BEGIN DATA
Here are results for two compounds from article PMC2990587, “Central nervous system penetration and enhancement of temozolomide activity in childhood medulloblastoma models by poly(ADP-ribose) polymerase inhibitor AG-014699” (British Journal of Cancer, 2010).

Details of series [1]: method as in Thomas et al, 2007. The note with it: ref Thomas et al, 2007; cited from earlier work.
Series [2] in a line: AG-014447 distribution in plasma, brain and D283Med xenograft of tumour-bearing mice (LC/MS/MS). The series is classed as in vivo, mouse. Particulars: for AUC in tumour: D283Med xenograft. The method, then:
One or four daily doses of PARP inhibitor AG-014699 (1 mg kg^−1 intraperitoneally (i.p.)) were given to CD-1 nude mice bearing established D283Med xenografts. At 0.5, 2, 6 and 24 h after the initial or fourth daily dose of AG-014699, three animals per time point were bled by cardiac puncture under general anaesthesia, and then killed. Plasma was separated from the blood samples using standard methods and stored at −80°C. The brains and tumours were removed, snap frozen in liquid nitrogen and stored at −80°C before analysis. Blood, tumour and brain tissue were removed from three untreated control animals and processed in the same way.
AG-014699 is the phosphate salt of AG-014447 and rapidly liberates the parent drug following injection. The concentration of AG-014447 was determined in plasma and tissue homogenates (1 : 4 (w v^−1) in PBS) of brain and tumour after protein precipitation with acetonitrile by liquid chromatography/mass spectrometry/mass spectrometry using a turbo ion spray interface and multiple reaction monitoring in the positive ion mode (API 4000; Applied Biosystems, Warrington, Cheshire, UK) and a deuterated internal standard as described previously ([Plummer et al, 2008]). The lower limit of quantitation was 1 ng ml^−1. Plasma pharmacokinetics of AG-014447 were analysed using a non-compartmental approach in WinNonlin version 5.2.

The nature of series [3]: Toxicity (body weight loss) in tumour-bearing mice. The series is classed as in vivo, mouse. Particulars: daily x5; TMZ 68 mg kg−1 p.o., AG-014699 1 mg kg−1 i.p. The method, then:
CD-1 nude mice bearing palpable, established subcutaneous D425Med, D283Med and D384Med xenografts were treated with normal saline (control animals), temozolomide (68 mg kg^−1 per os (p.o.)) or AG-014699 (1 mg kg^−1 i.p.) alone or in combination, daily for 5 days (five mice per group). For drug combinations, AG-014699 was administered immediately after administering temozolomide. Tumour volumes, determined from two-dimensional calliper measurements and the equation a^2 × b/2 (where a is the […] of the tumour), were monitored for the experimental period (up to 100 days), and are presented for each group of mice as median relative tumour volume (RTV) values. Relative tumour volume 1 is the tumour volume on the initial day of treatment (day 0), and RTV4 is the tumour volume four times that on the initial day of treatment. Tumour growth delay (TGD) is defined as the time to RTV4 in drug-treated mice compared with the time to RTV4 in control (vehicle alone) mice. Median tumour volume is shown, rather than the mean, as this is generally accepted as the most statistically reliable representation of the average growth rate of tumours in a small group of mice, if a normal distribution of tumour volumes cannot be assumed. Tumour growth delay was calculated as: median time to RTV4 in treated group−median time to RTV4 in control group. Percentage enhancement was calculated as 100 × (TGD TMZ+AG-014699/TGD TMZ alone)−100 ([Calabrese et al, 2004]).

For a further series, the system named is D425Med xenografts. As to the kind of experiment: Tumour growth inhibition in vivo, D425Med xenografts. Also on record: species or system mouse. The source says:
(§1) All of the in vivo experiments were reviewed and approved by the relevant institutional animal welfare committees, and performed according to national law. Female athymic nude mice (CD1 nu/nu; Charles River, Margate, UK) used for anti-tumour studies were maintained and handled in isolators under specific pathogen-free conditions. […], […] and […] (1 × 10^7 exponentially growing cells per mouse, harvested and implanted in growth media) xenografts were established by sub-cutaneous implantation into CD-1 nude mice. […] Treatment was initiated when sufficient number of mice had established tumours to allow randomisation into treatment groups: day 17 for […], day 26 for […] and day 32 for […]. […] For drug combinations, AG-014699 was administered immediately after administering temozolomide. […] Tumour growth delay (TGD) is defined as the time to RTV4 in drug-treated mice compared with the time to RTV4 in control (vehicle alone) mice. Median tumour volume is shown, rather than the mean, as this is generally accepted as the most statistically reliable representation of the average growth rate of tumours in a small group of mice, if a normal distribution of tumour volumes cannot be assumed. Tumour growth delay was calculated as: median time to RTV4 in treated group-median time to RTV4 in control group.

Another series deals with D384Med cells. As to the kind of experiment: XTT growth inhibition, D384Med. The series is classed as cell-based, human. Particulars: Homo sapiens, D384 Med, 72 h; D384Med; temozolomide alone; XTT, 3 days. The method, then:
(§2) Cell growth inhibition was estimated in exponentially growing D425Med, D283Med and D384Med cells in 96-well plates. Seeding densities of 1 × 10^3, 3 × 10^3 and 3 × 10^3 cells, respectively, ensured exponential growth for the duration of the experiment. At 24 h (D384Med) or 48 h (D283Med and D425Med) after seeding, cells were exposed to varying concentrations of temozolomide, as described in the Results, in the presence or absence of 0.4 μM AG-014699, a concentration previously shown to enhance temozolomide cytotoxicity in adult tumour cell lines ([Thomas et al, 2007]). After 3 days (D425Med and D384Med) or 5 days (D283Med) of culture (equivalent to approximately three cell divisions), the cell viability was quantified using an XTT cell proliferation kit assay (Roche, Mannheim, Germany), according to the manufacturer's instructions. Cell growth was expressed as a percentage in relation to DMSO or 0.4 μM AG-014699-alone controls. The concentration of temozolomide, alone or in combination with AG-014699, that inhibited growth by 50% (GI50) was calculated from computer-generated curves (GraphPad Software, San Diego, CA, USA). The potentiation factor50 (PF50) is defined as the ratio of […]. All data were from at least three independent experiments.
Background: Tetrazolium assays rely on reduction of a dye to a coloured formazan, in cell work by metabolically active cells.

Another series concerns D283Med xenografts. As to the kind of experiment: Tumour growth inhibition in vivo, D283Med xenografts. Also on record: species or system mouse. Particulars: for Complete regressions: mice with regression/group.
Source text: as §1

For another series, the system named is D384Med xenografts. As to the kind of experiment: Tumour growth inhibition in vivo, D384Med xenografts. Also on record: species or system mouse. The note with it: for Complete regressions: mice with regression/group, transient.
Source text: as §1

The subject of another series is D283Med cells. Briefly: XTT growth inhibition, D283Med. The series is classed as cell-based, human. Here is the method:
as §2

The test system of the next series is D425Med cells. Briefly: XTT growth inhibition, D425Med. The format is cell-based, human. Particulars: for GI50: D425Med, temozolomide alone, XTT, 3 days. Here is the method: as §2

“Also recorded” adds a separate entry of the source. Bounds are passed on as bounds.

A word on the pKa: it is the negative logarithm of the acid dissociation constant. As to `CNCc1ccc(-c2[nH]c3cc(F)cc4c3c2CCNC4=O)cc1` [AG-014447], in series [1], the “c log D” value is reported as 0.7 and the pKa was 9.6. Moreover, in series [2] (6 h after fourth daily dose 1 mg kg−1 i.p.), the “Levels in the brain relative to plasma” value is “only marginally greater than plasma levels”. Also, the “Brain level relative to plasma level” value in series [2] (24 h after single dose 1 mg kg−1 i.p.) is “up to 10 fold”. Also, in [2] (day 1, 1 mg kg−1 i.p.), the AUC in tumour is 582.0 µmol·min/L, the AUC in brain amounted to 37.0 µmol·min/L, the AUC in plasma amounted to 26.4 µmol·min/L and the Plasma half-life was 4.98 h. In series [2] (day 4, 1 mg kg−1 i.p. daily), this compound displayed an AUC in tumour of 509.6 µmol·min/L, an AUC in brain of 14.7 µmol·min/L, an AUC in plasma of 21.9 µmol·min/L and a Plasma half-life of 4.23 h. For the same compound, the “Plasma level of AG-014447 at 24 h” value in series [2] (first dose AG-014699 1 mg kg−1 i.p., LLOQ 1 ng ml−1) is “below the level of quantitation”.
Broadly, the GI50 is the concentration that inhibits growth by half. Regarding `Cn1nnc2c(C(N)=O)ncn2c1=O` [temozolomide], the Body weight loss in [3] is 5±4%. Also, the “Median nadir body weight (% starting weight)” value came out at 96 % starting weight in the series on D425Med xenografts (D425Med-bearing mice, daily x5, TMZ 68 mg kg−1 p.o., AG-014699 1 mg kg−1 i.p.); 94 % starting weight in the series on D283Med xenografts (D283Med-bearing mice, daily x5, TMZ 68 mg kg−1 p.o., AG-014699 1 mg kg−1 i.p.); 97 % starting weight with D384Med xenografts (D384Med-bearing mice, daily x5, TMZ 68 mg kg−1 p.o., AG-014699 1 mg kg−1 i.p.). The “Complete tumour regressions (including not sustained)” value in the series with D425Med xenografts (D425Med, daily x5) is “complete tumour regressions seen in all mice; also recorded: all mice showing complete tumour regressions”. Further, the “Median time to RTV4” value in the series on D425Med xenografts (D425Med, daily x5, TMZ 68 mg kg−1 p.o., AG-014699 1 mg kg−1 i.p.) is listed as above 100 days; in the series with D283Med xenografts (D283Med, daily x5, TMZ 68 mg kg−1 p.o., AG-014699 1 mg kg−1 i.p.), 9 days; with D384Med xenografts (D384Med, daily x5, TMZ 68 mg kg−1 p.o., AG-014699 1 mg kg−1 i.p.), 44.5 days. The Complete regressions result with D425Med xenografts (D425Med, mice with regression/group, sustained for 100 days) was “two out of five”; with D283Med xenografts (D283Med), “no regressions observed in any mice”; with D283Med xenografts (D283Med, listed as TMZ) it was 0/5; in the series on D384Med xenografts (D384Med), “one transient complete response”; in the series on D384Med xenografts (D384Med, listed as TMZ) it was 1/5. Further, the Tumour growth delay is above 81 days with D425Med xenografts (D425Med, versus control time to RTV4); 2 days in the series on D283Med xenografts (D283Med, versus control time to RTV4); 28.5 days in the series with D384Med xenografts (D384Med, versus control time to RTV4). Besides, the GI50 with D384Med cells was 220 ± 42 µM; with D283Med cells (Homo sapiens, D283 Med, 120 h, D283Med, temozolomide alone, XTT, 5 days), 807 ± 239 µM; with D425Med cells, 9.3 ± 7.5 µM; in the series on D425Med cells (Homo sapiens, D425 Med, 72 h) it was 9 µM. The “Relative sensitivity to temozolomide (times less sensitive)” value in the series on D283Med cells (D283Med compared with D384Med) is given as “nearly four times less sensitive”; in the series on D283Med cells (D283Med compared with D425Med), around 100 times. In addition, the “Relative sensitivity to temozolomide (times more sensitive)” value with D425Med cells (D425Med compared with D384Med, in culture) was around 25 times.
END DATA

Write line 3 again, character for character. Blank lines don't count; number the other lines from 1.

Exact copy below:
Series [2] in a line: AG-014447 distribution in plasma, brain and D283Med xenograft of tumour-bearing mice (LC/MS/MS). The series is classed as in vivo, mouse. Particulars: for AUC in tumour: D283Med xenograft. The method, then: